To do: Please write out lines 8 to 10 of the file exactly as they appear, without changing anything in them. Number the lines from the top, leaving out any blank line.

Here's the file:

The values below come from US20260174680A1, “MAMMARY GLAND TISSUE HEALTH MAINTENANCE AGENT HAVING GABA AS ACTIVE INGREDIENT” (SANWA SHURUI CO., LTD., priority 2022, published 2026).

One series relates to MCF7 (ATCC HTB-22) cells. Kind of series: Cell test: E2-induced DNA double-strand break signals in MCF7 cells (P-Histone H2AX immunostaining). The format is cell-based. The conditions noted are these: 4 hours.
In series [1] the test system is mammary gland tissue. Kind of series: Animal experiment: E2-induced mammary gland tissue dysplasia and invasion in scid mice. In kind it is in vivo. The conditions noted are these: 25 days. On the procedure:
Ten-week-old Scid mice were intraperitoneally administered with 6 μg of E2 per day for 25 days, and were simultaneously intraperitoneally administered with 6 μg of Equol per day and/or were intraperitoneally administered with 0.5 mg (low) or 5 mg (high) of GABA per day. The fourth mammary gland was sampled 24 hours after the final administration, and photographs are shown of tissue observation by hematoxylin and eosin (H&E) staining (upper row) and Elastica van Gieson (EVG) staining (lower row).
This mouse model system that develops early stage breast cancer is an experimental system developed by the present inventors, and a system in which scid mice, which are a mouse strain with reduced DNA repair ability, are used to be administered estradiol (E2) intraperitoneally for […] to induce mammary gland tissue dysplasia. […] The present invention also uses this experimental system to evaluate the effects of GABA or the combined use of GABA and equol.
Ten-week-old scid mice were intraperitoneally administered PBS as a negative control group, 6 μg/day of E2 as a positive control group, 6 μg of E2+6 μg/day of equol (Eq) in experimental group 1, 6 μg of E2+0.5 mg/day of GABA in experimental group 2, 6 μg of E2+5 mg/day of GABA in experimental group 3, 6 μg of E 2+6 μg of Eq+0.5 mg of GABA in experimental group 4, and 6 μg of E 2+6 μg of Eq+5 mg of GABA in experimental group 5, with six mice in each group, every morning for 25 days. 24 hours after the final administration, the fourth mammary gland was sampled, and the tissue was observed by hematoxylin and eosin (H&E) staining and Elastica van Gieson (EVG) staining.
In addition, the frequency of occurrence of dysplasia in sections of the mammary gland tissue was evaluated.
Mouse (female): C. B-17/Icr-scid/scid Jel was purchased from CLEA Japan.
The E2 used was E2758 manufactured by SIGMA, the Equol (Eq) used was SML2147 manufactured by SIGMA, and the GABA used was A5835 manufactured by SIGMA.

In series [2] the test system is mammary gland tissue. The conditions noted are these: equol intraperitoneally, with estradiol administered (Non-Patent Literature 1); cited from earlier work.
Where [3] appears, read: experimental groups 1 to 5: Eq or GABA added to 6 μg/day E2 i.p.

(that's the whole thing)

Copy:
Mouse (female): C. B-17/Icr-scid/scid Jel was purchased from CLEA Japan.
The E2 used was E2758 manufactured by SIGMA, the Equol (Eq) used was SML2147 manufactured by SIGMA, and the GABA used was A5835 manufactured by SIGMA.

In series [2] the test system is mammary gland tissue. The conditions noted are these: equol intraperitoneally, with estradiol administered (Non-Patent Literature 1); cited from earlier work.